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CDCCL tasks Guidance is provided for training to maintenance organisation personnel in Appendix VIII.

AMC1 145.A.30(e) Personnel requirements

Competence should be defined as a measurable skill or standard of performance, knowledge and understanding, taking into consideration attitude and behaviour.

The referenced procedure requires amongst others that planners, mechanics, specialised services staff, supervisors, certifying staff and support staff, whether employed or contracted, are assessed for competence before unsupervised work commences and competence is controlled on a continuous basis.

Competence should be assessed by evaluation of:

— on-the-job performance and/or testing of knowledge by appropriately qualified personnel, and

— records for basic, organisational, and/or product type and differences training, and — experience records.

Validation of the above could include a confirmation check with the organisation(s) that issued such document(s). For that purpose, experience/training may be recorded in a document such as a log book or based on the suggested template in GM 3 to 145.A.30(e).

As a result of this assessment, an individual’s qualification should determine:

— which level of on going supervision would be required or whether unsupervised work could be permitted.

— whether there is a need for additional training.

A record of such qualification and competence assessment should be kept.

This should include copies of all documents that attest to qualification, such as the licence and/or any authorisation held, as applicable.

For a proper competence assessment of its personnel, the organisation should consider that:

1. In accordance with the job function, adequate initial and recurrent training should be provided and recorded to ensure continued competence so that it is maintained throughout the duration of employment/contract.

2. All staff should be able to demonstrate knowledge of and compliance with the maintenance organisation procedures, as applicable to their duties.

3. All staff should be able to demonstrate an understanding of human factors and human performance issues in relation with their job function and be trained as per AMC 2 145.A.30(e).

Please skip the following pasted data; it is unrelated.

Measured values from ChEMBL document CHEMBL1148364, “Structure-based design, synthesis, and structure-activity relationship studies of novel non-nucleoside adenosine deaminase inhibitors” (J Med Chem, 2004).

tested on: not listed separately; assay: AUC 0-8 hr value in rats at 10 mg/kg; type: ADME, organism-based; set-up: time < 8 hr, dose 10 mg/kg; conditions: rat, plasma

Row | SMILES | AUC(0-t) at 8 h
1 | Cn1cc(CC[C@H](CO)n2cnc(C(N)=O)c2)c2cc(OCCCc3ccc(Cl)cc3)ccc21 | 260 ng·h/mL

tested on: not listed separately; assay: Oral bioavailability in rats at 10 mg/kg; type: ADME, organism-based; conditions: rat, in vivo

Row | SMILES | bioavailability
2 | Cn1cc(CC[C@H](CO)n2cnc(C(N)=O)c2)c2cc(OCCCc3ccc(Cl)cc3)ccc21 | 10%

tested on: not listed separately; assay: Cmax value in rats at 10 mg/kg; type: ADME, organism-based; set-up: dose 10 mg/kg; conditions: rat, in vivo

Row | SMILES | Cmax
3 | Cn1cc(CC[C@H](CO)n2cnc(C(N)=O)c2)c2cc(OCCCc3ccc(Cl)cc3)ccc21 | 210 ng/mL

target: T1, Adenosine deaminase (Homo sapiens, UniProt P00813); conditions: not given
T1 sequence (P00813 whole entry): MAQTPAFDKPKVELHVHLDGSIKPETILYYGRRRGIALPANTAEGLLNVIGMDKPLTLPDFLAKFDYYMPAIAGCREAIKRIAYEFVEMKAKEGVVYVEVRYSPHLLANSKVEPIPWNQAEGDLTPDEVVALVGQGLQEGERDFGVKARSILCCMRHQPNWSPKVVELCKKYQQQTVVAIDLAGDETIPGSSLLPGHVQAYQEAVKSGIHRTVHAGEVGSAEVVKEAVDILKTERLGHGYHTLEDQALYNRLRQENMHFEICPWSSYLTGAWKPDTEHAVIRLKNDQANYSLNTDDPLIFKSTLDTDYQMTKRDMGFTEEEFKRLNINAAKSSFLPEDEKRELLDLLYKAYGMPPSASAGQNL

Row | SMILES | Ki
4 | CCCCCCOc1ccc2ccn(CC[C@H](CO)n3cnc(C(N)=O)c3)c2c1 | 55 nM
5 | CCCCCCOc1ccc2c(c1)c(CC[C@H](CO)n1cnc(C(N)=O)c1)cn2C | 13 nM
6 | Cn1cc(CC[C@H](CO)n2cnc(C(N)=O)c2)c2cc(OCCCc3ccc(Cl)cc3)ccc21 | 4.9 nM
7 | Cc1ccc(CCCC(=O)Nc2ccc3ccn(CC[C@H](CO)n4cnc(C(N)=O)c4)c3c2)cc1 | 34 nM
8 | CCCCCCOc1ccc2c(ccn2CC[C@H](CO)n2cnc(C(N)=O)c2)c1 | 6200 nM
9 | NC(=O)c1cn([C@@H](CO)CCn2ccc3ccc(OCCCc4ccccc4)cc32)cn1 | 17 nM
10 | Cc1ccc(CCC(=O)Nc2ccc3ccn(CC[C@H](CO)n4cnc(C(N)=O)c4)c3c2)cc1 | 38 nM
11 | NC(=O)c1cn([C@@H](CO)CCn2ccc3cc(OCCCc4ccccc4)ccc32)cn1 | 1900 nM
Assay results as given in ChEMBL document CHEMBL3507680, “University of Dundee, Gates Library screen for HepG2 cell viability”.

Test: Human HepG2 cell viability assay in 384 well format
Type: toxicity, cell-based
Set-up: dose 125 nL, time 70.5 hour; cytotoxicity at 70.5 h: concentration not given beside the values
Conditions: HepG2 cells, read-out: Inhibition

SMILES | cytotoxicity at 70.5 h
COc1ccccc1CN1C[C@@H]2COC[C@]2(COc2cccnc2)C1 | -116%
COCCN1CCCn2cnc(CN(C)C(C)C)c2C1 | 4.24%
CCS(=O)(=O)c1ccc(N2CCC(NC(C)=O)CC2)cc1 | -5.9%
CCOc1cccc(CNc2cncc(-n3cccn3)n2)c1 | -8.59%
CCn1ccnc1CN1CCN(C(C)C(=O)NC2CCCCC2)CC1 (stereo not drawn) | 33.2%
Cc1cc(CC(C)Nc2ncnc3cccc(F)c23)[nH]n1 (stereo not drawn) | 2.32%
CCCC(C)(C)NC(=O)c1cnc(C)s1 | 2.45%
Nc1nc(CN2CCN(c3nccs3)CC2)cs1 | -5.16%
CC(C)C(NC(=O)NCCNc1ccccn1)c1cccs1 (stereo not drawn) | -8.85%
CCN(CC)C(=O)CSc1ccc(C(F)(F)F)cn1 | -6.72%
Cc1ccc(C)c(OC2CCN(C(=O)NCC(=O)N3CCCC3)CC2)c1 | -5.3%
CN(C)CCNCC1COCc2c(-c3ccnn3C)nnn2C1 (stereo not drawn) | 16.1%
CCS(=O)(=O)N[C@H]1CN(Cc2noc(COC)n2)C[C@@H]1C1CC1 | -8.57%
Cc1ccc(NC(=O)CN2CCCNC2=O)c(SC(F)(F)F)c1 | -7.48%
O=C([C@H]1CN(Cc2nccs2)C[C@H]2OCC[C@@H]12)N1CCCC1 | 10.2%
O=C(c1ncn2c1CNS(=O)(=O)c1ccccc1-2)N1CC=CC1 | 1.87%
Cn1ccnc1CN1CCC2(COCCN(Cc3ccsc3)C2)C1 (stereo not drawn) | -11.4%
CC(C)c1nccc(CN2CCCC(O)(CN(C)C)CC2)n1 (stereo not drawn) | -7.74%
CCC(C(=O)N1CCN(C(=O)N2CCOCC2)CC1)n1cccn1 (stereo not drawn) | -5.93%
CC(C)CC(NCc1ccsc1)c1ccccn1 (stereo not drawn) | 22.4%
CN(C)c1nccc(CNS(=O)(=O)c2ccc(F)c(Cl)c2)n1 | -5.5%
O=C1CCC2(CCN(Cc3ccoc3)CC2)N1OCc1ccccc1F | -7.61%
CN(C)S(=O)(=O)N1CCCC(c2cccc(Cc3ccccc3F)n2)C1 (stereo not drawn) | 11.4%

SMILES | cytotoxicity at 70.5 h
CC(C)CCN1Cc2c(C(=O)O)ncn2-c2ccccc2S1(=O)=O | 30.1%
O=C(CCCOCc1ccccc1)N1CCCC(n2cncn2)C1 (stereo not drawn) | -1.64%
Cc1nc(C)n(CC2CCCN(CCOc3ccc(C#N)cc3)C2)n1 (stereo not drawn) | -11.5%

4. To assist in the assessment of competence and to establish the training needs analysis, job descriptions are recommended for each job function in the organisation. Job descriptions should contain sufficient criteria to enable the required competence assessment.

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5. Criteria should allow the assessment to establish that, among others (titles might be different in each organisation):

— Managers are able to properly manage the work output, processes, resources and priorities described in their assigned duties and responsibilities in a safe compliant manner in accordance with regulations and organisation procedures.

— Planners are able to interpret maintenance requirements into maintenance tasks, and have an understanding that they have no authority to deviate from the maintenance data.

— Supervisors are able to ensure that all required maintenance tasks are carried out and, where not completed or where it is evident that a particular maintenance task cannot be carried out to the maintenance data, then such problems will be reported to the 145.A.30(c) person for appropriate action. In addition, for those supervisors, who also carry out maintenance tasks, that they understand such tasks should not be undertaken when incompatible with their management responsibilities.

— Mechanics are able to carry out maintenance tasks to any standard specified in the maintenance data and will notify supervisors of defects or mistakes requiring rectification to re-establish required maintenance standards.

— Specialised services staff are able to carry out specialised maintenance tasks to the standard specified in the maintenance data. They should be able to communicate with supervisors and report accurately when necessary.

— Support staff are able to determine that relevant tasks or inspections have been carried out to the required standard.

— Certifying staff are able to determine when the aircraft or aircraft component is ready to release to service and when it should not be released to service.